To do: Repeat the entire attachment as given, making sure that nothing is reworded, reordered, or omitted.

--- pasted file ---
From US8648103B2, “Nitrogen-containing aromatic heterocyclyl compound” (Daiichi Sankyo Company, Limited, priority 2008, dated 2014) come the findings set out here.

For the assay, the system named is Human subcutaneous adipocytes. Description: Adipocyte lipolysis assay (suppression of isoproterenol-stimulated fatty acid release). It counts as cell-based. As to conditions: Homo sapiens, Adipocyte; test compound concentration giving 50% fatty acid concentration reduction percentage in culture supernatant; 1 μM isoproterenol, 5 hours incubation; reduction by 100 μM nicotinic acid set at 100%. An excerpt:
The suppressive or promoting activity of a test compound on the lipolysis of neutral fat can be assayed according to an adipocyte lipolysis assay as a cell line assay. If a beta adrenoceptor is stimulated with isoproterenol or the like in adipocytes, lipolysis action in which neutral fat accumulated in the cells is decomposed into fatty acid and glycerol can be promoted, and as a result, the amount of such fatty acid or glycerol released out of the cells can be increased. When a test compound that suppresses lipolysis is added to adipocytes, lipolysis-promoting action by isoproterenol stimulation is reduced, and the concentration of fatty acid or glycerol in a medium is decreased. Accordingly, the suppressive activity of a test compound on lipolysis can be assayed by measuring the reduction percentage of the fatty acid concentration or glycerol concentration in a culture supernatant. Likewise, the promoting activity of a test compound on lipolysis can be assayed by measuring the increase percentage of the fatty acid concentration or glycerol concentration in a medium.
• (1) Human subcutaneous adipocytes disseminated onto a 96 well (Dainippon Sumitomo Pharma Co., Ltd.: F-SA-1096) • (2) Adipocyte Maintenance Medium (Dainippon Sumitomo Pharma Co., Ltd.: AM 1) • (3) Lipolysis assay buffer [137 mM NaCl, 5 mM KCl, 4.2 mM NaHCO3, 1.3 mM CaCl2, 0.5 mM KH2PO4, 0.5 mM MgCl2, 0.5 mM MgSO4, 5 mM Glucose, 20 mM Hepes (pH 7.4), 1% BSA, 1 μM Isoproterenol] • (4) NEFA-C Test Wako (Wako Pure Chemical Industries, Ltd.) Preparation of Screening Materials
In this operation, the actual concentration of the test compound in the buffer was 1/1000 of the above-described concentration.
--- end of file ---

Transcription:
From US8648103B2, “Nitrogen-containing aromatic heterocyclyl compound” (Daiichi Sankyo Company, Limited, priority 2008, dated 2014) come the findings set out here.

For the assay, the system named is Human subcutaneous adipocytes. Description: Adipocyte lipolysis assay (suppression of isoproterenol-stimulated fatty acid release). It counts as cell-based. As to conditions: Homo sapiens, Adipocyte; test compound concentration giving 50% fatty acid concentration reduction percentage in culture supernatant; 1 μM isoproterenol, 5 hours incubation; reduction by 100 μM nicotinic acid set at 100%. An excerpt:
The suppressive or promoting activity of a test compound on the lipolysis of neutral fat can be assayed according to an adipocyte lipolysis assay as a cell line assay. If a beta adrenoceptor is stimulated with isoproterenol or the like in adipocytes, lipolysis action in which neutral fat accumulated in the cells is decomposed into fatty acid and glycerol can be promoted, and as a result, the amount of such fatty acid or glycerol released out of the cells can be increased. When a test compound that suppresses lipolysis is added to adipocytes, lipolysis-promoting action by isoproterenol stimulation is reduced, and the concentration of fatty acid or glycerol in a medium is decreased. Accordingly, the suppressive activity of a test compound on lipolysis can be assayed by measuring the reduction percentage of the fatty acid concentration or glycerol concentration in a culture supernatant. Likewise, the promoting activity of a test compound on lipolysis can be assayed by measuring the increase percentage of the fatty acid concentration or glycerol concentration in a medium.
• (1) Human subcutaneous adipocytes disseminated onto a 96 well (Dainippon Sumitomo Pharma Co., Ltd.: F-SA-1096) • (2) Adipocyte Maintenance Medium (Dainippon Sumitomo Pharma Co., Ltd.: AM 1) • (3) Lipolysis assay buffer [137 mM NaCl, 5 mM KCl, 4.2 mM NaHCO3, 1.3 mM CaCl2, 0.5 mM KH2PO4, 0.5 mM MgCl2, 0.5 mM MgSO4, 5 mM Glucose, 20 mM Hepes (pH 7.4), 1% BSA, 1 μM Isoproterenol] • (4) NEFA-C Test Wako (Wako Pure Chemical Industries, Ltd.) Preparation of Screening Materials
In this operation, the actual concentration of the test compound in the buffer was 1/1000 of the above-described concentration.